Oh, It Does Matter About Religion and the Veep?
The Penn student paper wonders about the chances of Utah Gov. Jon Huntsman, and early McCain supporter and Penn alum, for the Veep slot. This would be nothing more than a “local interest” story (Huntsman daughter is a current Penn student and I rarely hear his name mentioned for the slot) save for this little bit of student analysis:
Huntsman endorsed McCain in March 2006, despite strong support for former Massachusetts Gov. Mitt Romney in Utah and the fact that both Romney and Huntsman are Mormon.
Is it just me, or is that statement not full of a whole bunch of bigoted presumptions? That a governor would endorse counter to the overwhelming votes of his constituents is a political risk, but to presume that he would endorse on the basis os relgious commonality sort of calls into question that value of a Penn education. I would think even the largely liberal nature of higher education in this day and age would overcome this kind of bigoted presumptiveness.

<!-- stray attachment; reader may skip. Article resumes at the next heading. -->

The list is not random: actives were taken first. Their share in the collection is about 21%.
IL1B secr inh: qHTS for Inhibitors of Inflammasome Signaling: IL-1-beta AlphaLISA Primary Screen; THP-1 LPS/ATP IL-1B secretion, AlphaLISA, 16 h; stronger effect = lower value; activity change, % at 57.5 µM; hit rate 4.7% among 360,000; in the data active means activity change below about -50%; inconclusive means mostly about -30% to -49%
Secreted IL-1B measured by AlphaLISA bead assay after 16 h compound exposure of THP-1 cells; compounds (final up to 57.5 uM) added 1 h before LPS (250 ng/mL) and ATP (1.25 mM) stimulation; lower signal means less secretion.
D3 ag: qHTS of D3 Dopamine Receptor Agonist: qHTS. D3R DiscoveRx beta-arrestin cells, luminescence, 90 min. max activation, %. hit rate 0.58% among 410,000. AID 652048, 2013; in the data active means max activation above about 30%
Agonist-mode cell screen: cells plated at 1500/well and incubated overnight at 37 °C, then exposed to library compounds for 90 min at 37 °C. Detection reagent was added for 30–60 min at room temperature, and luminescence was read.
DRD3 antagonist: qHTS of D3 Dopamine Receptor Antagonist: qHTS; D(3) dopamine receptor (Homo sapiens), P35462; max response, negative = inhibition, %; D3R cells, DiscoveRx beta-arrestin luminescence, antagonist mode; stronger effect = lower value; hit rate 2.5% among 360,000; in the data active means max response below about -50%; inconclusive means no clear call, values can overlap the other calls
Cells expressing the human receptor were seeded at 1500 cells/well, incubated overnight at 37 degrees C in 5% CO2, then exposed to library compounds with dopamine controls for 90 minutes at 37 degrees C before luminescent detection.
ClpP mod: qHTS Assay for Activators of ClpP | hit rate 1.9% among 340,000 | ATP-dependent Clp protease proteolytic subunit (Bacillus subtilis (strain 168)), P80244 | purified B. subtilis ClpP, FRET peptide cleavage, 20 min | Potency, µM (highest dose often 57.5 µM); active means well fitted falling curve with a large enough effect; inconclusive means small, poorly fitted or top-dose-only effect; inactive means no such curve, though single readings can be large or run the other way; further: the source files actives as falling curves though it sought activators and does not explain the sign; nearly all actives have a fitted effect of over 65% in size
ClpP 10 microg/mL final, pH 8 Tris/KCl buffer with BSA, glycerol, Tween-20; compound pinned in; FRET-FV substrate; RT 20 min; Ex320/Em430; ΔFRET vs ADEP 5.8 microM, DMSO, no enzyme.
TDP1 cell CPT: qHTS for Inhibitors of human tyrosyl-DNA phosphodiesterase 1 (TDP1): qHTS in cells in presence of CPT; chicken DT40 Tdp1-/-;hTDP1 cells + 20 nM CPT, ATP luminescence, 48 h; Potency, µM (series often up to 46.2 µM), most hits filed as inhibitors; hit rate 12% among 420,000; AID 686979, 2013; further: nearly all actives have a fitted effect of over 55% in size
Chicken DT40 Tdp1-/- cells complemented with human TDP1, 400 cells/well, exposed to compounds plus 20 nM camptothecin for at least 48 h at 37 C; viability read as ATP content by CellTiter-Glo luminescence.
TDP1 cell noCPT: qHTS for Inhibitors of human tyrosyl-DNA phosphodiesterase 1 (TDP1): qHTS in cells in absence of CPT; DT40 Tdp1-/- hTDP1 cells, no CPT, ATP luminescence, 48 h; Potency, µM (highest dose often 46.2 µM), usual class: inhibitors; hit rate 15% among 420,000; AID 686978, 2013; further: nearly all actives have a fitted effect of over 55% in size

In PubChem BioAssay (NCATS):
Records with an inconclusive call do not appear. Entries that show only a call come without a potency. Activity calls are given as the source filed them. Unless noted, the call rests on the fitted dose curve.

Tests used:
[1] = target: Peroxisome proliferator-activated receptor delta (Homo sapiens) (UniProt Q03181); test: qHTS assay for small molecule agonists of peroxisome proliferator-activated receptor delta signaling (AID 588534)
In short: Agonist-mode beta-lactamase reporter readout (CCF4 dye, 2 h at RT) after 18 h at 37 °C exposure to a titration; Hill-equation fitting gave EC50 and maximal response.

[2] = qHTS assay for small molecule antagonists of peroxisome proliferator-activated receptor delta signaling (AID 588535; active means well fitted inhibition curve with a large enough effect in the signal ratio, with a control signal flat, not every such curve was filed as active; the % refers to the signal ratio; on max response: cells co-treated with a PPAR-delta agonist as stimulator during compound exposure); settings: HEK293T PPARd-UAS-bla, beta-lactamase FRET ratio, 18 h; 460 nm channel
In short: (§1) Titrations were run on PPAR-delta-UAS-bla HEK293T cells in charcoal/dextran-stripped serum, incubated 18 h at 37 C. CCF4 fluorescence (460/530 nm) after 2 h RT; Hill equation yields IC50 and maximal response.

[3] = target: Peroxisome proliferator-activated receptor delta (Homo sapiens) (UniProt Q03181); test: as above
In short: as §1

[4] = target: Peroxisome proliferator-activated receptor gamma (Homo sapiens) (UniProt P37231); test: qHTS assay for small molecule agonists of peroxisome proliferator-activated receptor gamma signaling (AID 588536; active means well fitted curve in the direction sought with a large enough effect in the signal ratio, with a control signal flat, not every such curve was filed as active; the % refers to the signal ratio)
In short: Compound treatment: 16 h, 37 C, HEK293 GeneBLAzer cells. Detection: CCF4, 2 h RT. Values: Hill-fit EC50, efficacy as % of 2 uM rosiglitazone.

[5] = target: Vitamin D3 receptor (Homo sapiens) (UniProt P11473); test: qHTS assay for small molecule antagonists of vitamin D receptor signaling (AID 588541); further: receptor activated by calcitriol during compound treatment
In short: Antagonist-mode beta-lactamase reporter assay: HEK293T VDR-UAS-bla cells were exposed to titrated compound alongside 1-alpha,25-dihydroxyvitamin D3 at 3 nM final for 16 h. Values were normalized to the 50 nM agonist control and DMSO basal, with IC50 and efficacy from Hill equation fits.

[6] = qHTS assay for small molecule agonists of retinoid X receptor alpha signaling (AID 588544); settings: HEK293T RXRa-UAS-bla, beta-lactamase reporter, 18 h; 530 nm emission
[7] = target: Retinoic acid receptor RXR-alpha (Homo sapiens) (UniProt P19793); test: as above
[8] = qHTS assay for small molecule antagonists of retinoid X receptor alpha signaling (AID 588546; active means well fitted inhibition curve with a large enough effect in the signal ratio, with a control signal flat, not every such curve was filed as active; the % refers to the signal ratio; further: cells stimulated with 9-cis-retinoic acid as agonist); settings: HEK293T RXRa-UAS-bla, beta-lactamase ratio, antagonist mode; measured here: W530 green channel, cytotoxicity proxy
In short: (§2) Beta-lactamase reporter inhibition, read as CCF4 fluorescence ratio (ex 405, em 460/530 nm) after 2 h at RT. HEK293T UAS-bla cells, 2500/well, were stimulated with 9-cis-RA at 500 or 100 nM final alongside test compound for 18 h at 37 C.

But then. look at the current mess the Dems are in. Such are the fruits of playing by identity instead of ignoring identity….
Preachers, Identity and History
Politico Editor Andrew Glass looks at past incidents of preachers changing campaigns. Glass discusses the 1884 election and Samuel Burchard’s famous “Rum, Romanism and Rebellion” slur, as well as the 1938 grossly and horrifically anti-Semitic utterance of Catholic priest, Father Coughlin. Both are horrific instances of religious bigotry and hatered in our nations history and both were formative in elections.
I have but one question – why recall these stories now when the Dems have their issues, but not when the Republicans had theirs?
The short answer is the religious issues in the Republican race were more complex, far less “in-your-face,” and expressed far more subtlety. In other words, reporters are a lazy lot. Not much of an excuse though.